Smith was one of New Zealand's "three wise men" - along with Graham Henry and Steve Hansen - who guided the All Blacks to their World Cup triumph in Auckland last October.
Lancaster met with Smith, the former Northampton director of rugby, over dinner in Durban last Friday night to discuss the role and to sell his vision for the future of English rugby.
Smith was impressed and he is now considering the offer of a role as part of England's own "three wise men" management team, alongside Lancaster and Graham Rowntree.
"(I had to) find the Andy Farrell replacement, look around to see who was the best person for that fit. For me, there is one stand-out candidate - Wayne Smith," Lancaster told BBC Radio 5 Live.
"I met him and had a real good chat with him. He has some decisions to make of his own.
"Clearly the lure of international rugby is a strong one for him. He enjoyed his time at Northampton, he enjoyed his time in England.
"He was excited by the vision I presented to him about where we were going as a national team."
"Wayne has got not just a lot to offer from a coaching point of view, in terms of experience, southern hemisphere and he has been in World Cups. It was a really, really enjoyable conversation."
Smith left the meeting excited by what he heard and he believes Lancaster can turn England into a side capable of challenging New Zealand's supremacy and winning the 2015 World Cup on home soil.
But before he is in a position to accept the job, Smith has to come to terms with the prospect of severing ties with the All Blacks and coaching directly against the team he helped guide to World Cup success.
England play New Zealand at Twickenham on December 1 and Smith foresees an intense rivalry developing between the two nations over the next three years.
"It is possible (I could coach England against the All Blacks). I have to search inside myself to see whether I can do that or not," Smith said.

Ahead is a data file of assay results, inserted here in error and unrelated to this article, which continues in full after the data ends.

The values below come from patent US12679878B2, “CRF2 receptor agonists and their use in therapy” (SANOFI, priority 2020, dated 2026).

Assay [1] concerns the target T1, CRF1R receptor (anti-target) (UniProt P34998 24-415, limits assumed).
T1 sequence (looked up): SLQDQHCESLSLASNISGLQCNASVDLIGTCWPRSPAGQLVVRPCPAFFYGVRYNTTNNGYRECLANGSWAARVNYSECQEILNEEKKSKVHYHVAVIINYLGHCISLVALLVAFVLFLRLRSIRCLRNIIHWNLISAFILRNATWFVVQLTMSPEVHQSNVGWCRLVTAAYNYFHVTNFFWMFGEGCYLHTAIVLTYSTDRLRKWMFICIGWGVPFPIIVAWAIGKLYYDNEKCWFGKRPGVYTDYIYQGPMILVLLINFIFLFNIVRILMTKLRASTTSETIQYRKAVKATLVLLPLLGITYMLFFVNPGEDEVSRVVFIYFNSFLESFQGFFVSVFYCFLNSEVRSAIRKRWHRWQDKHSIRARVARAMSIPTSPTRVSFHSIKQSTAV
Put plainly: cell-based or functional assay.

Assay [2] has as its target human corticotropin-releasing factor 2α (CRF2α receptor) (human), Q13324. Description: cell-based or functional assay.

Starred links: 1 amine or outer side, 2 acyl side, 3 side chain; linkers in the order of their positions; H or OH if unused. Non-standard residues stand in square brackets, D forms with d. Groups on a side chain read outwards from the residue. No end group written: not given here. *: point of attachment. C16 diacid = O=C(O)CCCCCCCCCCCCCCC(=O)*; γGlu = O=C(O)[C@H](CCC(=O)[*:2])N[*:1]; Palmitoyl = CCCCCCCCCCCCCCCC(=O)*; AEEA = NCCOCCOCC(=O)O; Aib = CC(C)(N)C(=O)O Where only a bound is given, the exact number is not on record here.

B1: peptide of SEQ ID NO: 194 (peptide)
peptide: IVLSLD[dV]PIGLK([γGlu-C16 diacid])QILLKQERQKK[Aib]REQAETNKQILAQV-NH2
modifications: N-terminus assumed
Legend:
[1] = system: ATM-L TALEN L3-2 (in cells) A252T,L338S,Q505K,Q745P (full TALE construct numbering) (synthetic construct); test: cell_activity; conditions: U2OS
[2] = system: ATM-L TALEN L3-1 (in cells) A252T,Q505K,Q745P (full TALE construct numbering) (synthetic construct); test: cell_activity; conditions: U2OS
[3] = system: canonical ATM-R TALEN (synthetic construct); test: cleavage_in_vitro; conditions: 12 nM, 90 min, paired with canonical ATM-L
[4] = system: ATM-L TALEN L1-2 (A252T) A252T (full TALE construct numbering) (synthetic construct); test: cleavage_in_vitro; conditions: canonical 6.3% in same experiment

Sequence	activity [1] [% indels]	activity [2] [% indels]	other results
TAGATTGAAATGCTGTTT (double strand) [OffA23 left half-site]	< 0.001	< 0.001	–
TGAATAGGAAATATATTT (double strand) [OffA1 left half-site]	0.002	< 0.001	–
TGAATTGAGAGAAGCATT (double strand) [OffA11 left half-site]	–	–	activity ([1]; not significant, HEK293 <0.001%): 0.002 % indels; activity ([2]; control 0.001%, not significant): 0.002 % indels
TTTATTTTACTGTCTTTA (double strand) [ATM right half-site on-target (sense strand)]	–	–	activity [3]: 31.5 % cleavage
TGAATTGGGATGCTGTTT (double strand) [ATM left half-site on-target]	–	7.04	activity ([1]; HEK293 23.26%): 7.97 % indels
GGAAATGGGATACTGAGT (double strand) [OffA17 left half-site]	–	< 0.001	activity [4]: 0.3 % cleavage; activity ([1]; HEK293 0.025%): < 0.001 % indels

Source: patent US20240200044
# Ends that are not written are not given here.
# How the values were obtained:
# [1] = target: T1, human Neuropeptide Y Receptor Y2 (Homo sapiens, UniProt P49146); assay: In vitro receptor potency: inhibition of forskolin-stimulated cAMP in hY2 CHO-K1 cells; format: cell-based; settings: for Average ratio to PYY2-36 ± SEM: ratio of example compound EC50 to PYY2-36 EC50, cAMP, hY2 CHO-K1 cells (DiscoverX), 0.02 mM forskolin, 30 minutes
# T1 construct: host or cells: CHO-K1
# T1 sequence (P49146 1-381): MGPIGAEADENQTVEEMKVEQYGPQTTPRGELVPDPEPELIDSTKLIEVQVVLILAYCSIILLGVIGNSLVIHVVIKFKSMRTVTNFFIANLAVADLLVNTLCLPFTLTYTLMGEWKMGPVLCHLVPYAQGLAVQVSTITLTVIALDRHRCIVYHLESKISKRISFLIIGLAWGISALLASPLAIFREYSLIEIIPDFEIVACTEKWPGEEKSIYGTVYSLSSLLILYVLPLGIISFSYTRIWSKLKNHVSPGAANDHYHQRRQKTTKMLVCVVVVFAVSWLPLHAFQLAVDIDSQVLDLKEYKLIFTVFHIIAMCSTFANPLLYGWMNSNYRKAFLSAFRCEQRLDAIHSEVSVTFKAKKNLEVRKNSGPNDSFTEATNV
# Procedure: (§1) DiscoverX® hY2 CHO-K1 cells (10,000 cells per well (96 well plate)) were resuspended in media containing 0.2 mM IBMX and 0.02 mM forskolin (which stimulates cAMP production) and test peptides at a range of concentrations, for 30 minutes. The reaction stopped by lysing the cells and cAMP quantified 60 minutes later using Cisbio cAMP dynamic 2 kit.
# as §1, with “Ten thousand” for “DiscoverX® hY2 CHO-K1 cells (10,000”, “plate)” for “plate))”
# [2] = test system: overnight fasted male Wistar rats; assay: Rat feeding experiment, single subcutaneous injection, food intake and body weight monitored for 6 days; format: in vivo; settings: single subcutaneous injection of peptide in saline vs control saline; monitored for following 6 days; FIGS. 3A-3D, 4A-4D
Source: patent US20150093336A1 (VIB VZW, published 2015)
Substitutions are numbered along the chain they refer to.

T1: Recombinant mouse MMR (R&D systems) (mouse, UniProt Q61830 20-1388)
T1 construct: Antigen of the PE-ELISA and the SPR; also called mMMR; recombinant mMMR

"I am patriotic and I love the All Black jersey. That is why it is such a big decision.
"They (England) are a team on the up with a lot of resources. I was very impressed with Stuart Lancaster. He has a clarity of vision that I think will make a difference up there.
"I think they will be a tough proposition over the next few years."
Lancaster rebuilt English rugby following the disastrous World Cup campaign, pulling together a new team with a new ethos and guiding them to second place in the Six Nations.
Smith recognised similarities between England's recent development and the job he inherited with the All Blacks after the 2003 World Cup.
"I talked about the history and the journey from the end of the World Cup 2011 through to the end of the Six Nations," Lancaster said.
"He talked a lot about how that reminded him of New Zealand in 2004 and how a new leadership group emerged, a new group of players emerged. They got across the line in 2011.
"We had a really good conversation about that. He could resonate with where we were going. He could see we were prepared to give young players a chance, that we were prepared to play and give that no fear approach to players.
"International rugby is hugely exciting. Let's not die wondering."
Even if Smith can be persuaded to leave New Zealand, where he has strong family ties, he will not be available until after England's summer tour of South Africa.
Lancaster confirmed he has held talks with Mike Catt over the interim role, with a decision to be finalised next week.
Former Wasps fly-half Alex King had also been under consideration but his commitments with French club Clermont Auvergne, whose season may not finish until June 9, ruled him out of contention.
Lancaster denied suggestions Smith would be the head coach in a new England set-up, insisting there would be no change to the integrated structure that existed with Farrell in the Six Nations.
"I am more for an integrated approach, where everyone contributes in each other's area but there is accountability," Lancaster said.
"My role is to work with the commercial teams, the media, the directors of rugby in the Premiership, the RFU.
"It's a wide-ranging role but equally it's a coaching role as well and I will set the overall framework of how we are going to play and then the coaches would work on that detail.
"When Andy, Graham and I worked together I would set the basic framework of how we would play. It was always an integrated approach.
"Andy would lead on defence but he would have a view on attack and he would coach the set piece attack in the backs and the kicking game.
"Graham would lead on the forwards and he would be involved in defence and some of our attacking options off scrums and lineouts.
"The role for Wayne is the same as what Andy did."